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Friday, June 5, 2020

Notes from the Revolution, 6/5/20

. . . a revolution of hearts and minds . . .

New York Governor Andrew Cuomo: "Who are we?  Where are we?  How did we get to this place?
Cuomo lays out a plan for police reform, and the necessity of avoiding false dilemmas.

This is the clearest, most intelligent response to the current crisis I've heard yet. Damn, why is Cuomo not President?

I should also tell you that when I first saw the video of 75-year-old Martin Gugino being violently knocked down by bully-boy police, I thought, "That could be me." I'm not all that much younger than he, and subject to stumble and fall on my own without any help from others. Though I must also say that your Head Trucker would not have the temerity to step in front of a marching phalanx of armed men as he did.

Unconscionable: California: Vallejo police kill unarmed 22-year-old, who was on his knees with his hands up

This, of course, is just one of many stories of egregious,sickening police savagery occurring, with most grievous irony, during this week of nationwide protests against police brutality. Unfortunately, I can't find videos of all of them in a format I can post here. But likely you have seen some on TV or the internet already. Police reform must be the first step of reformation and healing in this country. I can tell you, even from my very mild, infrequent brushes as an old white man with traffic cops in the last two decades, police in Texas have gotten very heavy handed and mighty damn arrogant. Who taught them to behave like that? I shudder to think what they have been like with blacks and other minorities, here and across the nation. No more!

Interesting:  Suddenly, Public Health Officials Say Social Justice Matters More Than Social Distance  Excerpt:
The experts maintain that their messages are consistent—that they were always flexible on Americans going outside, that they want protesters to take precautions and that they're prioritizing public health by demanding an urgent fix to systemic racism.

But their messages are also confounding to many who spent the spring strictly isolated on the advice of health officials, only to hear that the need might not be so absolute after all. It’s particularly nettlesome to conservative skeptics of the all-or-nothing approach to lockdown, who point out that many of those same public health experts—a group that tends to skew liberal—widely criticized activists who held largely outdoor protests against lockdowns in April and May, accusing demonstrators of posing a public health danger. Conservatives, who felt their own concerns about long-term economic damage or even mental health costs of lockdown were brushed aside just days or weeks ago, are increasingly asking whether these public health experts are letting their politics sway their health care recommendations.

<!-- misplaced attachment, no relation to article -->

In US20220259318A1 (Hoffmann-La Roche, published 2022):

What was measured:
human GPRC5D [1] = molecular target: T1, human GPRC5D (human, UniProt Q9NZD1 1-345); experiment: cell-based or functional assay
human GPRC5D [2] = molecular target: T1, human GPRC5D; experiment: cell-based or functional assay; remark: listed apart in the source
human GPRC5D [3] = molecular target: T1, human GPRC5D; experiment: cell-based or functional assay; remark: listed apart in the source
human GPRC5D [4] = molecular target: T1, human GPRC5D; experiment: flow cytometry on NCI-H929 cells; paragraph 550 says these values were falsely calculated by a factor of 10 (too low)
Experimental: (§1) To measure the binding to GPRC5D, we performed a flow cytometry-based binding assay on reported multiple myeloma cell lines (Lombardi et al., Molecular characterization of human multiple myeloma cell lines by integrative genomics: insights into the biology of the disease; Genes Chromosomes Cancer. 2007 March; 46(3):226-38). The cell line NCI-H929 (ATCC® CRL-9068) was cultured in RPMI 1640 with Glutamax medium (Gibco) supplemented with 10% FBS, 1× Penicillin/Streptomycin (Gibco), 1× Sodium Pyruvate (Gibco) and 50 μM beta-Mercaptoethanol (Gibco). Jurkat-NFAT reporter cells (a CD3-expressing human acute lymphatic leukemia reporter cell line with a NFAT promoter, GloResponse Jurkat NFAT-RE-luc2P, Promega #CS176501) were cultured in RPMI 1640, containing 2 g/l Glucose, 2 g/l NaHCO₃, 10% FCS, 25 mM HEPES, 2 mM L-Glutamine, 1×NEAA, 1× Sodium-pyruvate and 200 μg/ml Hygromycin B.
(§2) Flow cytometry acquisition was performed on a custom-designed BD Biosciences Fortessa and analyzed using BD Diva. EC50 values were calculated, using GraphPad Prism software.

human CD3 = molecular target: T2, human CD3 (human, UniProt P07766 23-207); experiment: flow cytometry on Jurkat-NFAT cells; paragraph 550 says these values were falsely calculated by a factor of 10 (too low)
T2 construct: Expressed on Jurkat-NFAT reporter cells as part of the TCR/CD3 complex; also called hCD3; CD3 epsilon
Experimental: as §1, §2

Also:  In reversal of position, WHO tells public to wear masks if unable to distance
The WHO’s emergencies director Michael Ryan stressed that putting on a fabric mask is primarily about preventing the wearer from possibly infecting others, rather than self-protection.

Lester Holt of NBC News summarizes the day's events:


Frank said...

Excellent coverage of events and people in the news. I have been on cell phone only for past 5 days so commenting required too many steps and memory (username, password, typing on little keyboard or trying to use voice recognition) for this old guy. Anyhow, this is all relevant and immensely important. Thank you.

I am no longer willing to go out and march. However when I pulled a T-shirt out of the drawer to wear a few days ago...it happened to be from "THE 1993 MARCH ON WASHINGTON FOR LESBIAN, GAY AND BI EQUAL RIGHTS AND LIBERATION" (Trans was not yet officially included in the movement). 1993 - 27 years ago (I keep clothing for years) I was marching and protesting in the streets of DC. Yes, much has changed for the better...but we're not there yet...and I include all oppressed peoples in that observation.

Russ Manley said...

You're welcome, Frank, and thank you for the encouragement, which makes it worthwhile for me - to think that my tiny taps on a keyboard, sitting here in cool comfort under the a/c while others are marching, is useful to someone else: my small contribution to the cause of justice and human rights.

I may still have, in some box or bag, a t-shirt from the 1992 display of The Quilt on the Mall in D.C. - a breathtaking, heartbreaking sight. I'm proud to say I also participated then in my first - and only - protest march, a candlelight march of thousands around the White House. I was never part of the counterculture, but the experience gave me a valuable insight into other demonstrations.

Thanks again for the comment.

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